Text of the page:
But there was another benefit: the way the body was attached to the chassis added considerable rigidity, which transformed the handling. I’ve been lucky enough to drive both, back to back, and while the normal race-prepped Cobra was inexact and unnerving to drive as I had read they all were, the Daytona handled beautifully well – not delicate like its great rival the Ferrari 250GTO, but consistent, trustworthy and great fun.
The result took the Cobra from a car that wouldn’t (and frequently didn’t) see which way a GTO went on a race track to one that trounced the GTOs at Le Mans in 1964 and the following year won the GT category of the World Sports Car championship. This was the first globally recognised international racing championship ever to be won by an American car.
Seven things you didn’t know about British motorways
1: The M1 was not Britain’s first motorway, though it was the first so called. But before that, on 5 December 1958, a motorway opened to bypass Preston. It would eventually be incorporated into the M6.
2: The original design specification for the M1 was for 14,000 cars per day. It now handles more than 10 times that number.
3: Pigeons are believed to use motorways as navigation aids.
4: At 1222ft, the M62 is Britain’s highest motorway – and technically more than 60% of the way to being up a mountain.
5: The M6 is haunted.
6: Britain’s weirdest motorway is undoubtedly the M96, because it doesn’t go anywhere, is not open to the public and no one’s heard of it. It belongs to the Fire Service College and is a private road built to simulate road traffic incidents and accidents. It’s located near Moreton-in-Marsh in Gloucestershire.
7: Although ideas for a motorway in Britain can be found as long ago as 1906, the first proper attempt to get one built dates back to 1923. Even if it had happened, it still wouldn’t have been the world’s first, which had already opened in Italy. Called the Northern & Western Motorway, the plan called for a massive road to be built in sections, eventually linking London to Liverpool via Coventry and Manchester. It was killed off by a lack of interest (spelled money) from the government and concerted lobbying from the railways, which insisted that such would be the rise in rail use that a project like that would be doomed to failure.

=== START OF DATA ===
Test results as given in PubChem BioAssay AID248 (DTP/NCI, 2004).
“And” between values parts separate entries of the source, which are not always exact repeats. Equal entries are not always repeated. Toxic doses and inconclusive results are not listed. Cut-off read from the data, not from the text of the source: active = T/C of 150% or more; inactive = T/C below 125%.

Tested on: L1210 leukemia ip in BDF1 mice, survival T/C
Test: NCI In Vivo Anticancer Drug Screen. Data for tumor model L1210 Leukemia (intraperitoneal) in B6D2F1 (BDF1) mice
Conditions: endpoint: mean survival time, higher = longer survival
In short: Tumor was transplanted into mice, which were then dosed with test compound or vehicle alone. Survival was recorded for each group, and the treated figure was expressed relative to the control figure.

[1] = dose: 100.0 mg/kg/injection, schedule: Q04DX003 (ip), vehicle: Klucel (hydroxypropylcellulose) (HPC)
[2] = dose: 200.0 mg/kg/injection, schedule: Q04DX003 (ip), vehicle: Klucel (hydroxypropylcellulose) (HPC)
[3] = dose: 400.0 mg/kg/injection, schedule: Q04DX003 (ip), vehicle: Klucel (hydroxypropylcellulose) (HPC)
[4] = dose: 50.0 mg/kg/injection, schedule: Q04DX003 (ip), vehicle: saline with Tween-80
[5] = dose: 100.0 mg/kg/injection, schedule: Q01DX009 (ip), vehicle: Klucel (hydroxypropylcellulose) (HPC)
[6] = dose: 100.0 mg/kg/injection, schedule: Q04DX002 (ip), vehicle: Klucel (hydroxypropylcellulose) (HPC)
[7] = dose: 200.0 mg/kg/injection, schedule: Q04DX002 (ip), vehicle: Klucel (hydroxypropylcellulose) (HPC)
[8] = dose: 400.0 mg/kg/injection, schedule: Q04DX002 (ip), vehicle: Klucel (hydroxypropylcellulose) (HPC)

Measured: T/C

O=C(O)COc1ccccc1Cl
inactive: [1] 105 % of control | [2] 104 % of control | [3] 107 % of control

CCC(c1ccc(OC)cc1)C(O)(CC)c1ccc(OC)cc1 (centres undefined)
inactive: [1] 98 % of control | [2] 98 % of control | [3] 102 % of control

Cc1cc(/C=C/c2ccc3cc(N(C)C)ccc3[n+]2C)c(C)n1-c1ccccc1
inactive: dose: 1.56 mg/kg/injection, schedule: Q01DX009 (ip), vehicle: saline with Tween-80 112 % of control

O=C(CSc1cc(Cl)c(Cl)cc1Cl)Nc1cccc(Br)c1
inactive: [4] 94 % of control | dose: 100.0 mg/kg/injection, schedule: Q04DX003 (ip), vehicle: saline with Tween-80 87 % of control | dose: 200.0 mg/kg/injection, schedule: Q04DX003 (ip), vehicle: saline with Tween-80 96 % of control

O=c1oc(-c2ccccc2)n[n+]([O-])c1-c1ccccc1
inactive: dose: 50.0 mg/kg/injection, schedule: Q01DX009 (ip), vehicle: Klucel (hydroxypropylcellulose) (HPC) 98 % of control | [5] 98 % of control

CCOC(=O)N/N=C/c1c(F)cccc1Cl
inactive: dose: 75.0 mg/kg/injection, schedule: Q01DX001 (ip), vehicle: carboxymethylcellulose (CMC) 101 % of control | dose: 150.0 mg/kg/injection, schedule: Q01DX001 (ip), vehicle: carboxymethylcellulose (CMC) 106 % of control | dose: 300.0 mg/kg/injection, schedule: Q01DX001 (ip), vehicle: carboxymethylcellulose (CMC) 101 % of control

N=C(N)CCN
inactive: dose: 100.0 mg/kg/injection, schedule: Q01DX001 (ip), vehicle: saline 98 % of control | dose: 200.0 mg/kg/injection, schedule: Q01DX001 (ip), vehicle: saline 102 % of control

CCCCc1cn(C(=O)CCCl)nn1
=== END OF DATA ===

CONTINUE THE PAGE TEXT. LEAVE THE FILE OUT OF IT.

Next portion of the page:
My M1 memories – Mark Tisshaw
My location means that I use the M40 rather than the M1 to head north, so M1 trips are rare these days. But when they do occur, it’s usually to go to a football away game. And on those days, any service station is a colourful mix of hope in the mornings as people from clubs all over the country head to watch a game, and joy and despair (and tiredness and sore throats) in the evening as they head home, Burger King invariably binding everyone together. Another lovely quirk of British culture.
My M1 memories – Steve Cropley
A former Rootes Group engineer I knew once described how the opening of the M1 led to panic redesigns for the major mechanical bits of many British cars, largely because of the north-south orientation of the exciting new motorway.
In the UK, the wind usually blows from west to east. The unrestricted nature of the M1 led many a family dad to max his Austin or Hillman on the new road – the very first place that sustained high speed was possible in this country. Owners soon discovered that the cooling airflow required was simply not available. Cars had not been designed (or tested) to cope with the heat they could now generate. Radiators exploded, engines overheated, oil became so thin that oil pressure dropped and engines ran their bearings. Gearbox lubricants boiled, tyres overheated, brakes couldn’t provide decent stopping from 80mph-plus and much more. Wind noise became a serious problem, sunroofs blew out, door seals were shown to be inadequate and the time-honoured front quarter-light rapidly became an anachronism.
It all led to crash redesigns of finned sumps, finned gearbox housings, bigger radiators, better lubricants, bigger air scoops and door frame mods. It also led (eventually) to gearing changes and the adoption of multi-speed gearboxes so that fast cruising didn’t require engines to rev their heads off. You could call it the beginning of the modern era.